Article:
card games craps

For many gamblers, the notion of playing craps in California is a bit of an oxymoron: Because state law prohibits casino games from being determined by dice or balls, local craps games look very little like the contests you might find in Nevada.

A number of Northern California Indian casinos have circumvented this law by offering games that use dice to determine which cards control the outcome of the game.

The latest entry into the local craps scene does away with dice altogether.

This game, dubbed party craps, debuted earlier this year at the 101 Casino in Petaluma.

To reiterate, it is a craps game with no dice at all.

Instead, party craps relies on cards completely — a standard deck that has been stripped of everything except aces (which act as 1s), 2s, 3s, 4s, 5s and 6s.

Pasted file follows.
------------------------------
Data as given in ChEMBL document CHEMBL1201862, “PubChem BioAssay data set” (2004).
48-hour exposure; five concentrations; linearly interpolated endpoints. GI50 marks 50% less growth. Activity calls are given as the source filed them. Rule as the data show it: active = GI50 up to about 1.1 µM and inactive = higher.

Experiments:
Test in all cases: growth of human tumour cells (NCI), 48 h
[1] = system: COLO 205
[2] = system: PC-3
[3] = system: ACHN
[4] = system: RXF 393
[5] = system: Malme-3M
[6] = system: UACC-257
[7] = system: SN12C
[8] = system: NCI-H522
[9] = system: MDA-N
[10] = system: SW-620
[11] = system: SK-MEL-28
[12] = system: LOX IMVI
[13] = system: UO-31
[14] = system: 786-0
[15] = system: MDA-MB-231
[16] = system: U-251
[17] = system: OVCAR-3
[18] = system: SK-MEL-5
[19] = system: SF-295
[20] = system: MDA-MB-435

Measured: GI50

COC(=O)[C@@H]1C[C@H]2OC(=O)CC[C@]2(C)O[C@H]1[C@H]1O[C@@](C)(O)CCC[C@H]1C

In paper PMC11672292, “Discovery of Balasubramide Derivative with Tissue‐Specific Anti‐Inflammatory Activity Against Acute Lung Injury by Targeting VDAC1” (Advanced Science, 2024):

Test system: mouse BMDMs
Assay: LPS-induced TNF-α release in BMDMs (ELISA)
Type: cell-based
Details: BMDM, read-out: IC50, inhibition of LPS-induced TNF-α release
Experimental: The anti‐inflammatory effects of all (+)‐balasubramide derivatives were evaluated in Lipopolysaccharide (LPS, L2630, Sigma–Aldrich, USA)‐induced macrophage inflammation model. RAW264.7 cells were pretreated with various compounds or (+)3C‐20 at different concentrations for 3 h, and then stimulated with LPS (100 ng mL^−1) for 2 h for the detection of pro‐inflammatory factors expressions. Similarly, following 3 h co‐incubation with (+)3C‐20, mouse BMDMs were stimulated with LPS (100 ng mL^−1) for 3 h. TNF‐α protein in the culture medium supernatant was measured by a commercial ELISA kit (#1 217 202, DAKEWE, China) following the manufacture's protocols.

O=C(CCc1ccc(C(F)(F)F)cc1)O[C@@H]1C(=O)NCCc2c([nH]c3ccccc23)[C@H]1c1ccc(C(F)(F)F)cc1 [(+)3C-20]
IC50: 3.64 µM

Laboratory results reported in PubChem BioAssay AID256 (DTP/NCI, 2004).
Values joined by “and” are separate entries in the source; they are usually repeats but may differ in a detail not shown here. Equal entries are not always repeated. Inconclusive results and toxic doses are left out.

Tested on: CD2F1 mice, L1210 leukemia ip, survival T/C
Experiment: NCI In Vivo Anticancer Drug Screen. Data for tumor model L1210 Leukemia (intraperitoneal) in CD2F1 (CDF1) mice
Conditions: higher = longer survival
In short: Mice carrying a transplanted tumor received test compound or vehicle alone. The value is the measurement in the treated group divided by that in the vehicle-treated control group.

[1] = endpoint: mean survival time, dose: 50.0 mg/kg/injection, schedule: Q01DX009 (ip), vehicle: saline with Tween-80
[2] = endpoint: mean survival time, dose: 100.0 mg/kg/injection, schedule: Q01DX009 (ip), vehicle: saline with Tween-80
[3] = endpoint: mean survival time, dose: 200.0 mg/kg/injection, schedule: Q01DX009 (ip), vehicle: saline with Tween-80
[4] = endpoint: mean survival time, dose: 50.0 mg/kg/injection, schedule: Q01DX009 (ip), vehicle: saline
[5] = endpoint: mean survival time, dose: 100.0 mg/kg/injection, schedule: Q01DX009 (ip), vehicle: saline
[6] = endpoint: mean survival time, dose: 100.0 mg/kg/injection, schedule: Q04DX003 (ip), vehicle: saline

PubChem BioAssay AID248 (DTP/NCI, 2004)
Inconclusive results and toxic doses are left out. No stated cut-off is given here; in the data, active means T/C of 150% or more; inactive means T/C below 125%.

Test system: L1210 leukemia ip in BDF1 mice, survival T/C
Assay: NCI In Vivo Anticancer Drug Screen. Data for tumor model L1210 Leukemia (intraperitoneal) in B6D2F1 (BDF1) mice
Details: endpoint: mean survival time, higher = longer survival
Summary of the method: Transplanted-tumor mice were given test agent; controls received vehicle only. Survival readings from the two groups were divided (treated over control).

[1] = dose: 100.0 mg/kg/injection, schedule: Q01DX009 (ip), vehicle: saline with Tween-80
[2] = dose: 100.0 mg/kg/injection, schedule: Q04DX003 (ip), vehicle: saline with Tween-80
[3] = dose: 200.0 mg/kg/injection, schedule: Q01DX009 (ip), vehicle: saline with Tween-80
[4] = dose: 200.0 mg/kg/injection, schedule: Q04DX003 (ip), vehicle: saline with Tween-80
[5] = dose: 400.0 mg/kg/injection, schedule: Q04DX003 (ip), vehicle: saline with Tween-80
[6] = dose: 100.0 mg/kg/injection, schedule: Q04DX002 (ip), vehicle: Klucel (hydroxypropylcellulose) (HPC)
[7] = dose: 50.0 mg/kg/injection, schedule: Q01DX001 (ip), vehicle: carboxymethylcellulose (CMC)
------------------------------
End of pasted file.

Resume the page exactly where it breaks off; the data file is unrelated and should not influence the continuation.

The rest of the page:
The 24 cards are put into an automatic shuffler; every time a player would “roll,” dealers simply pull two cards from the shuffler and proceed as if the cards were dice.

At the end of each turn, used cards are placed back into the shuffler.

Technically, the odds of this card-based game are the same as they are on the original.

With this in mind, players can place all of the same wagers — come bets, field bets, horn bets, even craps or 11 on the come-out.

Still, despite the second word in its title, the game feels completely different from craps — largely because players don’t control the action at all.

(Think of it this way: The “shooter,” or the person who throws the dice, doesn’t throw anything.) That’s not to say the game isn’t popular.